SACRAMENTO, Calif. (KTVU) - A California senator is calling on the Alameda County Board of Supervisors to approve an audit of the sheriff’s office after several “troubling reports,” including one by 2 Investigates that highlighted the story of a pregnant woman who ended up giving birth alone in a jail cell while deputies allegedly ignored her cries for help.
Sheriff Gregory Ahern said he welcomes any audit while the president of the board of supervisors, Richard Valle, expressed concerns about the cost of a full audit to taxpayers.
In a Feb. 15 letter to Valle, Sen. Nancy Skinner (D-Berkeley) noted the 2 Investigates’ reporting in November, which found that at least 29 women have sued the sheriff, alleging abuse and mistreatment, since 2014.
The sheriff has said in the past his department is a target of lawsuits from inmates and attorneys seeking money from the county.
“We can no longer excuse such conduct as an isolated incident,” Skinner wrote. “A strong performance audit will generate crucial evaluative data that can thoroughly assess all the current practices and policies while provide lifesaving recommendations for implementation.”
Skinner also told 2 Investigates she is extremely skeptical of how the sheriff’s money is being spent. As the jail population has decreased significantly, the sheriff’s budget has grown by $144 million in the last decade. The sheriff’s budget this year is just over $440 million.
Skinner’s letter came at the urging of the Ella Baker Human Rights Center in Oakland, where senior organizer Jose Bernal has closely watched the sheriff’s office and the jail.
In addition to the treatment of women, Bernal is concerned that in the last five years, the sheriff’s office has experienced at least 33 in-custody deaths.
Sheriff department data obtained by 2 Investigates shows that the majority of deaths were a result of suicide or natural causes. And the data also shows the number of deaths has been trending downward.
Sgt. Ray Kelly, a spokesman for the Alameda County Sheriff’s Office, which oversees the jail, said the budget is ballooning because of the rising costs of housing inmates, and paying employee salaries and benefits. He said a financial audit will find the Alameda County Sheriff’s Office needs more money.
“We welcome any audit. We welcome anyone to crack our books of the Sheriff's Office, but they may not like what they find,” Kelly said. "You have to take into consideration we take in over 40,000 people per year and they are some of the most at-risk citizens in our community. Until we're ready to have the mental health crisis conversation in our communities, particularly in this county that has a higher mental health concern than other counties, we're going to see people being treated through criminal justice system. We know we are saving lives at the jail."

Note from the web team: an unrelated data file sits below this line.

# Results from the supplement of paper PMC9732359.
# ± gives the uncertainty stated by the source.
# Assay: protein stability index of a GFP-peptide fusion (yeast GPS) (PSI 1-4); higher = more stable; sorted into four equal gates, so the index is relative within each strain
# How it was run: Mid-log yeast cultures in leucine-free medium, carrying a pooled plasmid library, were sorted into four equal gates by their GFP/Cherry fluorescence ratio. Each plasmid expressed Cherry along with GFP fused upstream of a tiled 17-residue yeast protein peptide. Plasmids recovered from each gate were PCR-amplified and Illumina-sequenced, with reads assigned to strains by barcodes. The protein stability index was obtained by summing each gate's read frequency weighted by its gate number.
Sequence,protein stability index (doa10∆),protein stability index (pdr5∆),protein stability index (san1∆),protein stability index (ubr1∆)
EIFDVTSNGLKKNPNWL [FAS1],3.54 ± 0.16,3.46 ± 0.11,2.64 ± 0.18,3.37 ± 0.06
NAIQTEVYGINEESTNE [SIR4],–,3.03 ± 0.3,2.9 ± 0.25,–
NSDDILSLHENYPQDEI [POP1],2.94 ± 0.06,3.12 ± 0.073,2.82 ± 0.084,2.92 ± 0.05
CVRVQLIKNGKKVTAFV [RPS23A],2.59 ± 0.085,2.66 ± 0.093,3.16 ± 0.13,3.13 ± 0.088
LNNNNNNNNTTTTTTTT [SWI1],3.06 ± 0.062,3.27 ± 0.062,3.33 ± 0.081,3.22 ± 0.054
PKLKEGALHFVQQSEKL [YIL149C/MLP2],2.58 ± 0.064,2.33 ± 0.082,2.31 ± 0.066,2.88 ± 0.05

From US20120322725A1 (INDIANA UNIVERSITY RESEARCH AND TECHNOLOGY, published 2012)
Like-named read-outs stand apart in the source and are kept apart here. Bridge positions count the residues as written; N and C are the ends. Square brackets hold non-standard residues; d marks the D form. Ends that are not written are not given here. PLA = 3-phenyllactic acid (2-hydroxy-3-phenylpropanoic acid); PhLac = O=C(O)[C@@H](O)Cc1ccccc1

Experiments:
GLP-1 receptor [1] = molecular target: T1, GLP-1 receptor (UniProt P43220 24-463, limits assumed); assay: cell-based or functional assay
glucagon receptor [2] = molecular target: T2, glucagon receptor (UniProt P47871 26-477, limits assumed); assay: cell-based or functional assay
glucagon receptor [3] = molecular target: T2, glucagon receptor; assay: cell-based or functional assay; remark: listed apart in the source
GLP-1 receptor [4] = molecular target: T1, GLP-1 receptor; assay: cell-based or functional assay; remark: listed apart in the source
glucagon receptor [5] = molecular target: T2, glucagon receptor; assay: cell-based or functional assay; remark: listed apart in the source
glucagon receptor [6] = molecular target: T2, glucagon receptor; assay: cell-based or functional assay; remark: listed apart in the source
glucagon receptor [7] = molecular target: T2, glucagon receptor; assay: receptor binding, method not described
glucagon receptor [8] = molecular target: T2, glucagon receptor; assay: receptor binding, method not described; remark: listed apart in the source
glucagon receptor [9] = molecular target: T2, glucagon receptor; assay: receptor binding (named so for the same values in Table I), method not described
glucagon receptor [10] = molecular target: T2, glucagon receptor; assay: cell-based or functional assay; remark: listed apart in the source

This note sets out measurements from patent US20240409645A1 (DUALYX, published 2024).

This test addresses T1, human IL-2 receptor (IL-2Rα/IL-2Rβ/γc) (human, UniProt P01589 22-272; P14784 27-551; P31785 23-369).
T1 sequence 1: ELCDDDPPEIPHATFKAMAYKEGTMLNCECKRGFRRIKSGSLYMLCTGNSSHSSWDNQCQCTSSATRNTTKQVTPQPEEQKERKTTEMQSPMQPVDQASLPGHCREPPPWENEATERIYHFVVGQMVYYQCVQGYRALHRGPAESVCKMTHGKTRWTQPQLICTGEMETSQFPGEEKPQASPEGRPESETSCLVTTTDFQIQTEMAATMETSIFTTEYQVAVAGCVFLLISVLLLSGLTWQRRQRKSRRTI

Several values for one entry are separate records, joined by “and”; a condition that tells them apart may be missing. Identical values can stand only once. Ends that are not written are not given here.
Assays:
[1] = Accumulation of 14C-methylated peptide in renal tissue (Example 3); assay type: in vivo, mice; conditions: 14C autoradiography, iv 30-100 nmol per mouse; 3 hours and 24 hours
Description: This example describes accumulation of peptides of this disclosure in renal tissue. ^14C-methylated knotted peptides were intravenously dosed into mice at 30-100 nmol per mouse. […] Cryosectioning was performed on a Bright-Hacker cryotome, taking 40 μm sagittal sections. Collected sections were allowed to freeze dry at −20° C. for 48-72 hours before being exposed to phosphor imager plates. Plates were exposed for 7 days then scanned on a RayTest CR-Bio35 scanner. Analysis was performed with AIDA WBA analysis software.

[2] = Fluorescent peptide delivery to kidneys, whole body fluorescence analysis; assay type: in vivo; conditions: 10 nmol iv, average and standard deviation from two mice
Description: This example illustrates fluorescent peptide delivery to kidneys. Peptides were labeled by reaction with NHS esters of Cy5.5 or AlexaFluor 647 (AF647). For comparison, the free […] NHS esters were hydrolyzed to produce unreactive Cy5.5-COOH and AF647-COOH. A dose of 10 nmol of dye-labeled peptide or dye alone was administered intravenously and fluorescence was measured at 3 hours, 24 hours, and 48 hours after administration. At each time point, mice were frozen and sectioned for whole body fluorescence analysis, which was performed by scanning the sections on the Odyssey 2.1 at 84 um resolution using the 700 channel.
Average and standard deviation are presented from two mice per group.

As to Skinner specifically, Kelly said: "I'm not sure she understands exactly what we do. She hasn't reached out to us, she has not communicated with us. We welcome her to do that."
Valle said he personally spoke to Ahern about the senator’s call-to-action. He understands Skinner’s concerns, but said the board has not discussed the issue yet as a group.
Valle said more discussion is needed to possibly narrow the scope of a financial audit.
“The question is, ‘Do we want the entire department to be audited or just portions of it audited?’ ” Valle said. “[The sheriff] has about 1,700 personnel. That’s a large department and that would be a huge undertaking.”
The exact cost of a full financial audit has not been calculated yet. Depending on the scope, the price to taxpayers could range from a few hundred thousand dollars to millions.
The Ella Baker’s Bernal, however, sent 2 Investigates a proposed scope of an audit and a quote from Harvey Rose and Associates, a reputable Bay Area auditor. The agency estimated the cost to be between $165,000 and $200,000. Rose, who conducts audits for San Francisco, Oakland, Berkeley and Los Angeles as well said the work would require about 1,000 hours of work over six to nine months.
Skinner said the scope and cost of an audit should be discussed. But she added that investing in preventing future egregious cases involving the sheriff’s office, such as having a woman give birth in a jail cell, is something that should be formally looked at by an outside, independent auditor.
“These are very troubling incidents at the sheriff’s department that could be indicators of something very deeply wrong with staffing allocations or procedures, which you can’t get unless you have an audit,” she said recently at her Sacramento office.
FULL DISCLOSURE: The spouse of an employee at KTVU works in Sen. Skinner’s office.